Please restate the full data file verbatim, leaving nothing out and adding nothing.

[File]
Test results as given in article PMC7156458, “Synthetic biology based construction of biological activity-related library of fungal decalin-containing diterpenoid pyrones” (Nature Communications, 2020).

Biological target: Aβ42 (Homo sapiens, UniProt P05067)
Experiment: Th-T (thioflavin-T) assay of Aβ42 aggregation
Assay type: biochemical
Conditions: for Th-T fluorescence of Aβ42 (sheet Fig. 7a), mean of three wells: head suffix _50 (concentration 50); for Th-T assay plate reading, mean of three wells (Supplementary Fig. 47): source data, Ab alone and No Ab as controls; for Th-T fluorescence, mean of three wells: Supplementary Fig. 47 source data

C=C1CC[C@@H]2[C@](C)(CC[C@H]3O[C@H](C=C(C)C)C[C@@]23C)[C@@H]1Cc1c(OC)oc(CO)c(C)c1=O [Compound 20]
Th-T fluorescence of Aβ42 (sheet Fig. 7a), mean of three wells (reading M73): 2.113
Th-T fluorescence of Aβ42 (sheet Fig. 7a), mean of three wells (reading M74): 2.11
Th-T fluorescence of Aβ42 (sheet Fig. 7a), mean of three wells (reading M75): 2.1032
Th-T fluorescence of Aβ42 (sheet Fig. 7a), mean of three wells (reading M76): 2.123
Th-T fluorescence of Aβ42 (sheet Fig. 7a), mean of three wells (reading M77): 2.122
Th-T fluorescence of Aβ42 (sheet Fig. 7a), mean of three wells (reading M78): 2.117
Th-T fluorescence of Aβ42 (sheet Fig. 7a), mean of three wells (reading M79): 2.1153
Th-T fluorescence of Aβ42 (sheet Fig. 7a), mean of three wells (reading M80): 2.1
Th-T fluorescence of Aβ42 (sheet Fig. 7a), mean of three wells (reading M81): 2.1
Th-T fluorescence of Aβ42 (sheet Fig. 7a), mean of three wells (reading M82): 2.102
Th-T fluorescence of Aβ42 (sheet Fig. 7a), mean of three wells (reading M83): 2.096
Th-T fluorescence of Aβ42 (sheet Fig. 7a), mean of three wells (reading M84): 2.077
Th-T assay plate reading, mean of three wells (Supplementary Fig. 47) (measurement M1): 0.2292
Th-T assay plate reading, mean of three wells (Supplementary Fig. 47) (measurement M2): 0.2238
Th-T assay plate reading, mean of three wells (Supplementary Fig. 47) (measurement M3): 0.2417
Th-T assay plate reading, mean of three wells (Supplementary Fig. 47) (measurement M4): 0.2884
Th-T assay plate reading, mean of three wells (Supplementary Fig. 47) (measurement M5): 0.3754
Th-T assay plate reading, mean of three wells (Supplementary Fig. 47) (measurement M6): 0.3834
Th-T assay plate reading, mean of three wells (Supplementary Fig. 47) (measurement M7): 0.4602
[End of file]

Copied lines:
Test results as given in article PMC7156458, “Synthetic biology based construction of biological activity-related library of fungal decalin-containing diterpenoid pyrones” (Nature Communications, 2020).

Biological target: Aβ42 (Homo sapiens, UniProt P05067)
Experiment: Th-T (thioflavin-T) assay of Aβ42 aggregation
Assay type: biochemical
Conditions: for Th-T fluorescence of Aβ42 (sheet Fig. 7a), mean of three wells: head suffix _50 (concentration 50); for Th-T assay plate reading, mean of three wells (Supplementary Fig. 47): source data, Ab alone and No Ab as controls; for Th-T fluorescence, mean of three wells: Supplementary Fig. 47 source data

C=C1CC[C@@H]2[C@](C)(CC[C@H]3O[C@H](C=C(C)C)C[C@@]23C)[C@@H]1Cc1c(OC)oc(CO)c(C)c1=O [Compound 20]
Th-T fluorescence of Aβ42 (sheet Fig. 7a), mean of three wells (reading M73): 2.113
Th-T fluorescence of Aβ42 (sheet Fig. 7a), mean of three wells (reading M74): 2.11
Th-T fluorescence of Aβ42 (sheet Fig. 7a), mean of three wells (reading M75): 2.1032
Th-T fluorescence of Aβ42 (sheet Fig. 7a), mean of three wells (reading M76): 2.123
Th-T fluorescence of Aβ42 (sheet Fig. 7a), mean of three wells (reading M77): 2.122
Th-T fluorescence of Aβ42 (sheet Fig. 7a), mean of three wells (reading M78): 2.117
Th-T fluorescence of Aβ42 (sheet Fig. 7a), mean of three wells (reading M79): 2.1153
Th-T fluorescence of Aβ42 (sheet Fig. 7a), mean of three wells (reading M80): 2.1
Th-T fluorescence of Aβ42 (sheet Fig. 7a), mean of three wells (reading M81): 2.1
Th-T fluorescence of Aβ42 (sheet Fig. 7a), mean of three wells (reading M82): 2.102
Th-T fluorescence of Aβ42 (sheet Fig. 7a), mean of three wells (reading M83): 2.096
Th-T fluorescence of Aβ42 (sheet Fig. 7a), mean of three wells (reading M84): 2.077
Th-T assay plate reading, mean of three wells (Supplementary Fig. 47) (measurement M1): 0.2292
Th-T assay plate reading, mean of three wells (Supplementary Fig. 47) (measurement M2): 0.2238
Th-T assay plate reading, mean of three wells (Supplementary Fig. 47) (measurement M3): 0.2417
Th-T assay plate reading, mean of three wells (Supplementary Fig. 47) (measurement M4): 0.2884
Th-T assay plate reading, mean of three wells (Supplementary Fig. 47) (measurement M5): 0.3754
Th-T assay plate reading, mean of three wells (Supplementary Fig. 47) (measurement M6): 0.3834
Th-T assay plate reading, mean of three wells (Supplementary Fig. 47) (measurement M7): 0.4602